The relevant underlying facts are not disputed; the parties only disagree about the legal consequences of these facts under federal and state law. Therefore, the district court's decision to count Gilcrist's robbery and weapon convictions under § 4A1.2(e) is reviewed de novo. United States v. Buenrostro-Torres, 24 F.3d 1173, 1174 (9th Cir. 1994) (district court's interpretation and application of Guidelines reviewed de novo) ; United States v. Davis, 932 F.2d 752, 763 (9th Cir. 1991) (determination whether prior conviction falls within the scope of Guidelines reviewed de novo) .
Gilcrist's 1974 sentence for possession of a weapon was ordered to run consecutively to his 1972 sentence for robbery. On April 28, 1977, Gilcrist was paroled from the robbery sentence to the consecutive possession-of-a-weapon sentence. This parole was ordered to take effect, nunc pro tunc, on March 17, 1975. Similarly, in 1978, Gilcrist was paroled from the weapon sentence to a sentence imposed subsequently on a conviction for interference with a penal officer. Initially, the parole was set to take effect in 1978, but its effective date later became September 16, 1976, as a result of the application of certain legislation passed after the parole had been granted.
As the government concedes, under Washington law, Gilcrist had to wait until the expiration of incarceration under all prior terms to begin serving his interference sentence. Thus, when he began serving time on his interference sentence on September 16, 1976, it is inescapable that at that time his incarceration for robbery and weapons possession must have come to an end. In re Paschke, 61 Wash. App. 591, 811 P.2d 694, 696 (1991) ("term of a subsequent felony sentence begins when the inmate's actual imprisonment for the earlier felony ends"); Wash.Rev.Code § 9.92.080(1) (sentence for felony committed while under sentence of felony "shall not begin until the expiration of all prior terms"). Therefore, the district court erred in concluding that, under § 4A1.2(e), Gilcrist's sentences for robbery and possession of a weapon "resulted in [him] being incarcerated" after September 16, 1976, and into the fifteen-year window, which started on September 18, 1977.
It is undisputed that these paroles served the purpose of allowing Gilcrist to begin serving time on a consecutive sentence. However, whatever the motivation behind the state's actions, its legal effect is clear: as of the start-date of the third consecutive sentence being served by Gilcrist (resulting from the interference conviction), he was no longer incarcerated on the two previous convictions. Otherwise, he would have started serving a consecutive sentence while still being incarcerated for a previous sentence, a legal impossibility under applicable Washington law. Wash.Rev.Code § 9.92.080(1); Paschke, 811 P.2d at 696.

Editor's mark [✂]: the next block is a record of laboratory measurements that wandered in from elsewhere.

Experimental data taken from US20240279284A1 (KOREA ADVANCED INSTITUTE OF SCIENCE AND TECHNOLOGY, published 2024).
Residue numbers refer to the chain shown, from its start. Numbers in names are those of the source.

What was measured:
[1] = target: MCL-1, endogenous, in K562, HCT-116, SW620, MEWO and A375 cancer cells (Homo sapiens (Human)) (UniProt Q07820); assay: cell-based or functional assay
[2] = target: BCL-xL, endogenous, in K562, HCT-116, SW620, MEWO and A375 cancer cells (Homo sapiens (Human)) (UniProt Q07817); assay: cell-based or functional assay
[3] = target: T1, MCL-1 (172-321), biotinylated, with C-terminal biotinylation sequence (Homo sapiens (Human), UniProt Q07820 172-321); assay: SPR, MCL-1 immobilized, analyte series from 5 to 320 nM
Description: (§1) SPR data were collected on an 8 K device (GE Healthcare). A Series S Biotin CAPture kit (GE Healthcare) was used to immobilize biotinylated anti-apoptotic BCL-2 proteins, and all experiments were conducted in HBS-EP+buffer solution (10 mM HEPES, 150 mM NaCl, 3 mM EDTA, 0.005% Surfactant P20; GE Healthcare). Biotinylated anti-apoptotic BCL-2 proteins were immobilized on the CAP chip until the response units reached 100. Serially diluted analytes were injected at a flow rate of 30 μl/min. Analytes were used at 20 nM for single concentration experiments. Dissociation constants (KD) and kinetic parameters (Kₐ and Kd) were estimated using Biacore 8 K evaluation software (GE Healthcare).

Gilcrist's argument is further supported by the terms of his release on parole in May, 1991. Notwithstanding the government's contention that he was still incarcerated for robbery at that point, Gilcrist was paroled not from his robbery sentence, but from his prison escape sentence. Indeed, the escape parole order recognized, as a simple reminder to Gilcrist, that he was "also on parole" for the robbery sentence. Had he not been previously paroled for robbery, he would not have been released from prison without an additional order of parole on his robbery conviction. As the Washington Department of Corrections acknowledged, by letter dated November 1, 1994, Gilcrist "concluded serving his time" for his robbery conviction on March 17, 1975.1
Next, the government argues that In re Bible, 69 Wash. App. 394, 845 P.2d 1336 (1992), requires a different conclusion. The government's reliance on Bible is misplaced. That case held that the Parole Board has jurisdiction over a parolee until the expiration of his maximum term. This is an unremarkable proposition under Washington law and does not support the government's argument that a parole to a consecutive sentence does not end the prisoner's term of incarceration with respect to his previous sentence. Bible is consistent with the fact that, after such a parole to a consecutive cause, the prisoner is no longer incarcerated on account of his previous conviction, but is merely (like an ordinary parolee) subject to the Parole Board's jurisdiction until the maximum term of his previous sentence expires. Id. 845 P.2d at 1338.